Nov. 5 (Bloomberg) -- Global finance chiefs pressed the U.S. to avoid harming the fragile world economy with excessive austerity, widening their focus on fiscal challenges beyond concerns over Europe’s debt woes.
On the eve of the U.S. presidential election, Group of 20 finance ministers and central bankers meeting in Mexico City pushed for swift action to prevent the $607 billion in tax increases and spending cuts that will hit in January unless lawmakers act.
As President Barack Obama and Republican Mitt Romney tussle for the White House, the fear of foreign officials is that failure to limit the damage of the so-called fiscal cliff would tip the world’s largest economy into recession and drag their countries down with it. Europe, the subject of the G-20’s ire for the past three years, remained under pressure amid calls to take promised crisis-fighting steps.
“I expect each country to voice its hopes for firm efforts toward a resolution of the fiscal cliff problem,” Bank of Japan Governor Masaaki Shirakawa told reporters late yesterday. “It’s important for each country to work toward stabilizing its own economy.”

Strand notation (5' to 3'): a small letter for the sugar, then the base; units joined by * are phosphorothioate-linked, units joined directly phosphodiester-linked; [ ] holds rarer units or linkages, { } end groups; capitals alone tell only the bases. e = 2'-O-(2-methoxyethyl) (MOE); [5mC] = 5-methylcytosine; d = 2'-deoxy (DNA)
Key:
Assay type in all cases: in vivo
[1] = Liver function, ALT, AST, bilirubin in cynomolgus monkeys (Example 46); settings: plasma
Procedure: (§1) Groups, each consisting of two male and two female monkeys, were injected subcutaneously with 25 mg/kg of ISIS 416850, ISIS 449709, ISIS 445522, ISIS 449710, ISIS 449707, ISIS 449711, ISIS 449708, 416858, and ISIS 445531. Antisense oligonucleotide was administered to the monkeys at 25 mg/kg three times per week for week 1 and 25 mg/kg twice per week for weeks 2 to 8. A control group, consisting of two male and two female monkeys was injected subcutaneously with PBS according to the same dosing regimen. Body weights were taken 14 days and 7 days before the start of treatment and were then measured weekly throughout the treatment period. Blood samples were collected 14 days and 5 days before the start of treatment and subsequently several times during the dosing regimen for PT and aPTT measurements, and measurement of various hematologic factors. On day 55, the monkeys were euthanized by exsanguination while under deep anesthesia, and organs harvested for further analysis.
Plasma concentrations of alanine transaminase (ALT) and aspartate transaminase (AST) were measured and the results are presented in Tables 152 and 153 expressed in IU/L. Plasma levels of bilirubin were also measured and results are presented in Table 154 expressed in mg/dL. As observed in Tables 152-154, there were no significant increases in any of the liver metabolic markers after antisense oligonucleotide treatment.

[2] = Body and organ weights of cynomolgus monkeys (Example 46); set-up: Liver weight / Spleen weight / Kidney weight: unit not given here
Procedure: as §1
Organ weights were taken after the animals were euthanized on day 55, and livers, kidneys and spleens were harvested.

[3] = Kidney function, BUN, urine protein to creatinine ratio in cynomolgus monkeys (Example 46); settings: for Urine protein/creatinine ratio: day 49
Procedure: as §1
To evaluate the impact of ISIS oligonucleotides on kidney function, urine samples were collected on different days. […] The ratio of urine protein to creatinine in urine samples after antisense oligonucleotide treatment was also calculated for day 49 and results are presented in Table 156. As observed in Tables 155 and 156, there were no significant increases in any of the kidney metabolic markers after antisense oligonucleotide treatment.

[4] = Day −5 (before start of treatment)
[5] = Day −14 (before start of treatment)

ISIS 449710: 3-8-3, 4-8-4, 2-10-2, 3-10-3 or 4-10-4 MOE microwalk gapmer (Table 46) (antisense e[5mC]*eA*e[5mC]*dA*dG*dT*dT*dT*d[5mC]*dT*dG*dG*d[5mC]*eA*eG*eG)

A draft of the statement to be issued by the G-20 today identifies the potential for a sharp fiscal pullback in the U.S. and Japan as a danger to an already modest expansion, said an official from one of the countries who declined to be identified because the text hasn’t been finalized.
While Europe is enjoying some respite from its debt crisis after the European Central Bank pledged to buy bonds, the official said the draft cautions against delaying efforts to deliver a permanent solution.